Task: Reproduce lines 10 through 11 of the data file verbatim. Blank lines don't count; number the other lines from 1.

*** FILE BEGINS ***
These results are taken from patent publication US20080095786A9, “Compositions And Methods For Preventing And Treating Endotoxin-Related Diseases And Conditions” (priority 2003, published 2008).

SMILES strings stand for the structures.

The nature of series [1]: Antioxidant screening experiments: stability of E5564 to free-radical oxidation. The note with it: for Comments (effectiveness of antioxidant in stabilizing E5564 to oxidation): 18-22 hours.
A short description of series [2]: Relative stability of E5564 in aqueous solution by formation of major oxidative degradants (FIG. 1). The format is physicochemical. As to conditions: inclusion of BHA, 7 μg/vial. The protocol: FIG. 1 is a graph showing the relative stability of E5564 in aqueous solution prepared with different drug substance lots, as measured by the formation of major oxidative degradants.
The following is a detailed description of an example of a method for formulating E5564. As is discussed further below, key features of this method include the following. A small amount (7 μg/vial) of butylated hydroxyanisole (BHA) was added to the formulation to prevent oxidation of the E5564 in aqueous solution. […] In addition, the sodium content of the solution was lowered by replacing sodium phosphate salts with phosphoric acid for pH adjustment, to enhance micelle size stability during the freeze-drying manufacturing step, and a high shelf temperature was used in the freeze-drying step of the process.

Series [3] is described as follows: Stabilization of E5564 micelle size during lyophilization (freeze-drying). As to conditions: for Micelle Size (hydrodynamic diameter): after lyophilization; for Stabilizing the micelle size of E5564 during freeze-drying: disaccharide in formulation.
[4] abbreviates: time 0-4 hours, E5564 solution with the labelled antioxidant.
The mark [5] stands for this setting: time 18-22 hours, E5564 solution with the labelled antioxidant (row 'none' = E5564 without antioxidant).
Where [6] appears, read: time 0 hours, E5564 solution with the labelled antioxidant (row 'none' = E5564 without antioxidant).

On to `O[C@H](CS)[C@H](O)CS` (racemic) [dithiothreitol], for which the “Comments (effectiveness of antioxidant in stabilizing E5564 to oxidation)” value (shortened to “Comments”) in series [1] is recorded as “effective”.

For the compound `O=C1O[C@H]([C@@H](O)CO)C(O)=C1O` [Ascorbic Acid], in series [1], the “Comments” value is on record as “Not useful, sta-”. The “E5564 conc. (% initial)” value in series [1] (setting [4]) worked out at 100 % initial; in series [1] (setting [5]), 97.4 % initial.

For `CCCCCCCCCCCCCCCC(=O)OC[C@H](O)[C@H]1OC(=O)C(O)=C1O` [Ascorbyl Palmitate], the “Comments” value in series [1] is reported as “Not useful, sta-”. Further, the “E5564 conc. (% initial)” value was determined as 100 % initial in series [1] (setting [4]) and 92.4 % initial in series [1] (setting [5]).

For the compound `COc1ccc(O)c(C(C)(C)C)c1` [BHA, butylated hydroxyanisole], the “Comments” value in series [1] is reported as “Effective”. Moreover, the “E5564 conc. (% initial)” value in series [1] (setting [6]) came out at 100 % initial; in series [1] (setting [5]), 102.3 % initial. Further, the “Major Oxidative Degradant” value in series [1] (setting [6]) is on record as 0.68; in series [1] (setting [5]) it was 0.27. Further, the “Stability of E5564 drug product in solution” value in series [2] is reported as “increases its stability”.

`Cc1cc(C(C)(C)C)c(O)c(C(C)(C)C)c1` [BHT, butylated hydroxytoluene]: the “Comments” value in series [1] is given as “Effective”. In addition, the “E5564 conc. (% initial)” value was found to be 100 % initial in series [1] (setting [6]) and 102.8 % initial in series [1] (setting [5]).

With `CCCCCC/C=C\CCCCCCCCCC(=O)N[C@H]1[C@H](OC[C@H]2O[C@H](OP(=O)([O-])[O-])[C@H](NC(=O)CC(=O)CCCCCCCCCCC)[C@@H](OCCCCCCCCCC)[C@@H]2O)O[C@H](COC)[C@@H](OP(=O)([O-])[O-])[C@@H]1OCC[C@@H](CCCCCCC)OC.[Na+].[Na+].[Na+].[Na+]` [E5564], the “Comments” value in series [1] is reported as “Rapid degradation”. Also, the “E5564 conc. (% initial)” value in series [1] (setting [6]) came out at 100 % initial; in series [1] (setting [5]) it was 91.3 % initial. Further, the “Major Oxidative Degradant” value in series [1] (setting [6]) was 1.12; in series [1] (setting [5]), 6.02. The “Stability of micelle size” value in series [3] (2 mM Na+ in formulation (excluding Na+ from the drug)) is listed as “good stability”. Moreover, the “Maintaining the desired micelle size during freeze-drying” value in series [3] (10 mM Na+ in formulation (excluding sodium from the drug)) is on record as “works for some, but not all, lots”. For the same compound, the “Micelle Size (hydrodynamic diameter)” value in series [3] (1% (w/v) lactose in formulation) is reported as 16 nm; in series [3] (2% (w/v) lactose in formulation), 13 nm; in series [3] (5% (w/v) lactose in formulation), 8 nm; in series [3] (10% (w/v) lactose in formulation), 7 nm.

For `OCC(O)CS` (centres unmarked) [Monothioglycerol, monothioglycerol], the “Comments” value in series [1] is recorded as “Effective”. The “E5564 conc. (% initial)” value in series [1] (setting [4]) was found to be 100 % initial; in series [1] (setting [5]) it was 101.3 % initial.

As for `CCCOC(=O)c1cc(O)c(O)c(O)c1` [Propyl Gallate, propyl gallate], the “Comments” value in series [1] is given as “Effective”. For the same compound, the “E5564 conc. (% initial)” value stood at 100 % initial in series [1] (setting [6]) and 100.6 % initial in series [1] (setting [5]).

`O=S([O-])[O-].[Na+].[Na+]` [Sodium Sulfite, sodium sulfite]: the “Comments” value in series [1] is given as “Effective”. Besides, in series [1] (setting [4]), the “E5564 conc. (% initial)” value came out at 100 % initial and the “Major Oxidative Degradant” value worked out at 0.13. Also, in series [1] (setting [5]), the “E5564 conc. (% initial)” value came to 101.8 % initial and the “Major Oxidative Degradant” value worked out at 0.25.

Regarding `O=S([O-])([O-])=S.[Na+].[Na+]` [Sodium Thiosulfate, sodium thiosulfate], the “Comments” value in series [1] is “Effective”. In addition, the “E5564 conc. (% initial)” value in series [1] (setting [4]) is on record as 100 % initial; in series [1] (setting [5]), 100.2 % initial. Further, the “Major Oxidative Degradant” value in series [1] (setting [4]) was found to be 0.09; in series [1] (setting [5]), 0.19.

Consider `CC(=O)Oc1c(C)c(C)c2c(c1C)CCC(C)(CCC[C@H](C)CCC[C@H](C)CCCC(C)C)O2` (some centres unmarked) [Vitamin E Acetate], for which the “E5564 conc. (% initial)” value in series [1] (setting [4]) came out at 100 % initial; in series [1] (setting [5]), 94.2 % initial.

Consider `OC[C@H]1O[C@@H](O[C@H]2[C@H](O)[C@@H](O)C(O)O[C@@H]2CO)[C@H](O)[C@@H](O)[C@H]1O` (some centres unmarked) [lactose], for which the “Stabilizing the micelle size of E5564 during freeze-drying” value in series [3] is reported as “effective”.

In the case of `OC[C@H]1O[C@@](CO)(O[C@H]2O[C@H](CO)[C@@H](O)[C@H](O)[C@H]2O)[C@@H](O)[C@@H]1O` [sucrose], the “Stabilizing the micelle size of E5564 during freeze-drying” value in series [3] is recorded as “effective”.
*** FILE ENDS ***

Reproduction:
On to `O[C@H](CS)[C@H](O)CS` (racemic) [dithiothreitol], for which the “Comments (effectiveness of antioxidant in stabilizing E5564 to oxidation)” value (shortened to “Comments”) in series [1] is recorded as “effective”.

For the compound `O=C1O[C@H]([C@@H](O)CO)C(O)=C1O` [Ascorbic Acid], in series [1], the “Comments” value is on record as “Not useful, sta-”. The “E5564 conc. (% initial)” value in series [1] (setting [4]) worked out at 100 % initial; in series [1] (setting [5]), 97.4 % initial.